CATHOLIC NEWS OF THE WEEK . Saturday, 17 November 2018

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Inflation hits low income families hardest

HONG KONG (UCAN): With Hong Kong experiencing its steepest inflation curve since 1995, both civil and Church groups are calling for measures to relieve the burden on poor families, especially with the crippling cost of food.

Government statistics released on August 22 show that overall consumer prices rose 7.9 per cent year on year in July.

Teresa Mak, the secretary general of the Catholic Commission for Labour Affairs, said the serious effect of the current inflation is highly visible in daily life with the price of a meal in fast-food restaurants, as well as vegetables and meat in markets sitting about 20 per cent above what they were a few months ago.

She said she is worried about the impact of inflation on low-income families, new immigrants and families which rely on social security. She points out that the current level of allowances is “not enough for a household to live a dignified life and the price surge makes their life even harder.”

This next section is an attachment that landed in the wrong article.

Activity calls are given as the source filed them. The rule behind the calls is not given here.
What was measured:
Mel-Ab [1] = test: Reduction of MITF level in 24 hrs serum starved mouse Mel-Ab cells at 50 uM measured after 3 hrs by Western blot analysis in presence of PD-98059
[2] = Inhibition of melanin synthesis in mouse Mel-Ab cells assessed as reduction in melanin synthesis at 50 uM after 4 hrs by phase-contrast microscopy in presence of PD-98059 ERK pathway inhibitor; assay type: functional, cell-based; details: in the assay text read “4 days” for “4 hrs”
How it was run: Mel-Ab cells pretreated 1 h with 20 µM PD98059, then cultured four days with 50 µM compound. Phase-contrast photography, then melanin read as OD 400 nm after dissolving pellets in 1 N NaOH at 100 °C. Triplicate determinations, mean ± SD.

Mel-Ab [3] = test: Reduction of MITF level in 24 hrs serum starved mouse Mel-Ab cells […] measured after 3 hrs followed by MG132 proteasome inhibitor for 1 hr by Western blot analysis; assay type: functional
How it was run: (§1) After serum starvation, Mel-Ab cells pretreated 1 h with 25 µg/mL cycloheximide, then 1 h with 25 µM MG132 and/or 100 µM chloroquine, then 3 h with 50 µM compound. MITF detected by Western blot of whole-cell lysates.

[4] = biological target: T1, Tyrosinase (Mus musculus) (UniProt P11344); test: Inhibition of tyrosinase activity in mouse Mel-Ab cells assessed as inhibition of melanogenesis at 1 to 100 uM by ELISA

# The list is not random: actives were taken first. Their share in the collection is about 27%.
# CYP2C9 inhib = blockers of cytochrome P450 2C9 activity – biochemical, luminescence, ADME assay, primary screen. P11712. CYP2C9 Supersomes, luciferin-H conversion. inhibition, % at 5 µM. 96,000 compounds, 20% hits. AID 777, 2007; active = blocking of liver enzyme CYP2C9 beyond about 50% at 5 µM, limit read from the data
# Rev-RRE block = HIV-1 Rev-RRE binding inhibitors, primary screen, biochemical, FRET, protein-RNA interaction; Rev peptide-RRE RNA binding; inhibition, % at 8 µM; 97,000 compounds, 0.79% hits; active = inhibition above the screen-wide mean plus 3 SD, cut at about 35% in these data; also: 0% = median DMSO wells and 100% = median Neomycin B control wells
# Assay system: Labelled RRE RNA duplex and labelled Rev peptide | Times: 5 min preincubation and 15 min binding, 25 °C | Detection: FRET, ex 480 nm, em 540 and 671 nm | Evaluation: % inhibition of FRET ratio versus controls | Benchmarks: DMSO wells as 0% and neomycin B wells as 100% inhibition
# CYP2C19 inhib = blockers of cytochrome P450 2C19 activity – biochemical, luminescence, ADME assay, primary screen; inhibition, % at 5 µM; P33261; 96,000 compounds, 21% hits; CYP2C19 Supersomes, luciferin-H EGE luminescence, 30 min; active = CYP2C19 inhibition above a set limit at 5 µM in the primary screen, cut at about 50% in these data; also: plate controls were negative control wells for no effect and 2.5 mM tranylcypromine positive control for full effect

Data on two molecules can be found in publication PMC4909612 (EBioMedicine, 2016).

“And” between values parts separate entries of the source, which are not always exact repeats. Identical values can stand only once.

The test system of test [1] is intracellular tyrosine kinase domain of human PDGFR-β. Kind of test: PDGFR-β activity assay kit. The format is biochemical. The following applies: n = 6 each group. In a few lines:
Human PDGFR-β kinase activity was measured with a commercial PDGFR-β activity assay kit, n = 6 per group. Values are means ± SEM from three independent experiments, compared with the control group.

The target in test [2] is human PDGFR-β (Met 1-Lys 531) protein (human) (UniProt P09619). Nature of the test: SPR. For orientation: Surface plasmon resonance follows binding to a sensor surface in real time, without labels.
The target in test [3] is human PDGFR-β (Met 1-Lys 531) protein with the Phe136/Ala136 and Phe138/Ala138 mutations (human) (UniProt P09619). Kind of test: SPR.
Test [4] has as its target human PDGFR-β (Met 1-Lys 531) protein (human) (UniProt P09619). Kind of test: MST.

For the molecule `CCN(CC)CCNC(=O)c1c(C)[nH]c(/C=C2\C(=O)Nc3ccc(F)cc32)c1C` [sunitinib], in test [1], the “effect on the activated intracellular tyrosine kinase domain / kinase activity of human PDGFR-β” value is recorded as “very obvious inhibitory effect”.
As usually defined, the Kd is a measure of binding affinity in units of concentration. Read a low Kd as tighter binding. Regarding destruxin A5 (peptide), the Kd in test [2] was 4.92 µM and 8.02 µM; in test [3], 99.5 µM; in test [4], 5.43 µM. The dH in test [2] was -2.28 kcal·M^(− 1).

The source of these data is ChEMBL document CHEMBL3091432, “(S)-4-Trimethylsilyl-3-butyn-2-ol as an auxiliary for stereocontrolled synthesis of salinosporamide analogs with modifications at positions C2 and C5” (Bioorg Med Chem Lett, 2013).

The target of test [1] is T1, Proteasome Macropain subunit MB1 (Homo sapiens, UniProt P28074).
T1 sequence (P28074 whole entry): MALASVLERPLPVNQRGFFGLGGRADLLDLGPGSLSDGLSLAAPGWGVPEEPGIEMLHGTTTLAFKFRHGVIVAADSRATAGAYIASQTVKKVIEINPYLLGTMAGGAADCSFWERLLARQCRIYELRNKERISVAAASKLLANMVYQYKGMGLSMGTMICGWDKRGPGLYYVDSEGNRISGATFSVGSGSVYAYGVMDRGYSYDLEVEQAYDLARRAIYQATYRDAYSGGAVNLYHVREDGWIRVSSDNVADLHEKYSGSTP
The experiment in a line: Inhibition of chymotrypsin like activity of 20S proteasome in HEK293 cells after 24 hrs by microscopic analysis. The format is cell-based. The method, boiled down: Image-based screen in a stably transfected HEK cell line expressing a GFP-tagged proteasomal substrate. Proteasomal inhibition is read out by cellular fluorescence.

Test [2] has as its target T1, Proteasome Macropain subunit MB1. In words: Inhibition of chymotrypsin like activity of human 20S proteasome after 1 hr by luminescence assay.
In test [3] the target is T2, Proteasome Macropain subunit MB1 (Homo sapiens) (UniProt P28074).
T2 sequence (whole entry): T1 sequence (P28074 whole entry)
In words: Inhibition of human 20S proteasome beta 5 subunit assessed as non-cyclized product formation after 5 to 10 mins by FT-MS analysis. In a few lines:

In a survey conducted on the impact of soaring food prices, Oxfam Hong Kong pointed out on August 18 that although the territory has one of the highest human development rankings in the world, there are 144,400 families with children aged 15 or less that fall below the poverty line.

Mak said that government assistance is inadequate. “It should formulate effective and practical measures decisively, such as an annual review of the minimum wage policy and the amount of social security allowances,” she said.

Some local and international schools help their students by providing breakfast and lunch, which at least feeds the children a balanced diet and helps their physical growth.

The commission and some civic groups are organising recycling activities. Mak noted that even if they are only done on a small scale, they do at least create job opportunities for the poor.

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